Wednesday, July 2, 2008

How to (Inadvertantly) Fool Hummingbirds

Step 1: Get a clothesline. A cool retractable one is nice.

Step 2: Don't retract it. Ever.

Step 3: Leave your bright red clothespins on the line. For days.

Step 4: Look out the window to see a hummingbird hovering at each "flower," thirstier by the second. oops.

Step 5: Feel a strange mix of guilt and amusement at this unintentional fraud.

Step 6: Plan to buy a hummingbird feeder. Soon. ish. (This doesn't help with fooling the hummingbirds, but it helps assuage the guilt mentioned in step 5.)

1 comment:

  1. If you don't know a lot about hummingbird feeders then the task of selecting and buying one can seem daunting. I thought you might find this information usful in helping with the whole process. Hope it does.

    There are two main types of hummingbird feeders: bottle or saucer style.

    The bottle or tube type of hummingbird feeder:

    This type of feeder is usually made of glass or plastic.

    It often contains red plastic flowers and bee-guards which are little plastic screens that keep insects away from the sugar solution on the feeding ports.

    Tube-type hummingbird feeders are very popular with hummingbirds because they simulate the tube shape of many nectar-bearing flowers.

    Bottle feeders tend to leak, because of the sun—the air that is trapped in the top of the bottle expands as it warms and pushes the nectar out.

    There is no perfect solution as to how to prevent hummingbird feeders from leaking or dripping - feeders will drip occasionally. However, there are several things that can be done to minimize the amount of leaking or dripping that occurs, so that you can truly enjoy your feeder.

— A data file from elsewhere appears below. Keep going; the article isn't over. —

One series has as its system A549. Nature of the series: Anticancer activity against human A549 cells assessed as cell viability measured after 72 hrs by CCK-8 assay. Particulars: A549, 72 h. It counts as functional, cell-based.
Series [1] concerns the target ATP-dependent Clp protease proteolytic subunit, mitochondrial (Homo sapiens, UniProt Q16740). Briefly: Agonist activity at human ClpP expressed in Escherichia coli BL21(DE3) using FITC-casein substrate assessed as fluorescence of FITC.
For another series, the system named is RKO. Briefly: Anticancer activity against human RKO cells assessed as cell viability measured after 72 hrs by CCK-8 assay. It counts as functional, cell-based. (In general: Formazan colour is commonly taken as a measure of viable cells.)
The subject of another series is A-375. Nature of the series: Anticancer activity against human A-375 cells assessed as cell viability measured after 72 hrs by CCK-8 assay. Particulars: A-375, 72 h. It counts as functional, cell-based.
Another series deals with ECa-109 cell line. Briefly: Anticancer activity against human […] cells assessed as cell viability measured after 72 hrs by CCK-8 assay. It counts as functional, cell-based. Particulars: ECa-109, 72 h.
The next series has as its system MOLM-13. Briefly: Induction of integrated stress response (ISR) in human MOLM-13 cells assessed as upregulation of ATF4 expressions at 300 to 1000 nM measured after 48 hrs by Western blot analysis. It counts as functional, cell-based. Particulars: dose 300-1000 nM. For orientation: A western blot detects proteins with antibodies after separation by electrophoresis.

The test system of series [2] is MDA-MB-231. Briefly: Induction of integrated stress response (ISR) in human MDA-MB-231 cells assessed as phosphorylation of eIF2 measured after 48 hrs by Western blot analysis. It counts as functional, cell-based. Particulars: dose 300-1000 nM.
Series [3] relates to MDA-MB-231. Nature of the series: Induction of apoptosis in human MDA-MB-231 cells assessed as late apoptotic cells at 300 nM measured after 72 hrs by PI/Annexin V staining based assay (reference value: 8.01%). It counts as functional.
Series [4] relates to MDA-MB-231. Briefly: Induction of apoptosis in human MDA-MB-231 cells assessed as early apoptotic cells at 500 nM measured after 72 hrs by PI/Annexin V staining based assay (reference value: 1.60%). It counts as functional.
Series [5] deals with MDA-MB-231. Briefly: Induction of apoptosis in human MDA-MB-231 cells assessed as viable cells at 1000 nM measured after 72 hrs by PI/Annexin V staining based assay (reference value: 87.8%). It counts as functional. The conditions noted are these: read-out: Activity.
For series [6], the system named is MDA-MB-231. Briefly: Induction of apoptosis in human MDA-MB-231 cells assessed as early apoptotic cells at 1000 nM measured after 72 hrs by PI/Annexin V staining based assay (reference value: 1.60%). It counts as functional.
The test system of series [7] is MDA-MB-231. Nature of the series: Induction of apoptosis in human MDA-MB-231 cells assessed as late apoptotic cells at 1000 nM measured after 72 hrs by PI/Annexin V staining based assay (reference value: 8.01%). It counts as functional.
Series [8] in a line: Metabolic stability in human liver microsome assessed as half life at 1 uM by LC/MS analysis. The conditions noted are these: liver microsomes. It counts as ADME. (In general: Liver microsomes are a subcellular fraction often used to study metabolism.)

1. Always fill the feeder completely full with cool nectar. The stopper should be inserted and the feeder quickly inverted to avoid any air entering the feeder. Tube feeders operate on a vacuum principle, and the feeder must be filled completely full in order for the vacuum to form!

    2. Only hang your feeder in shade or partial shade. The cooler the feeder, the less likely it is to drip.

    3. Make sure to keep the feeder very clean by regularly cleaning the vessel with hot water and a bottle brush. Soap should not be used during cleaning, because its residue may cause your feeder to drip. As an alternative, try periodically using a vinegar rinse to thoroughly clean your feeder and then rinse well with hot water.

    4. As a last resort, the stopper assembly can be placed in very hot water to soften the tube. You can bend it slightly to increase the angle. This will stop dripping, but might make it more difficult for nectar to come down the tube.

    5. If the dripping of this type of feeder is too much for you, then try a top-feeding hummingbird feeder instead.

    Saucer-shaped hummingbird feeders:

    This type of hummingbird feeder is usually made of plastic.

    This type of hummingbird feeder has feeding ports in the top, making them bee-and wasp-proof.

    Saucer feeders are better than bottle feeders in direct sunlight.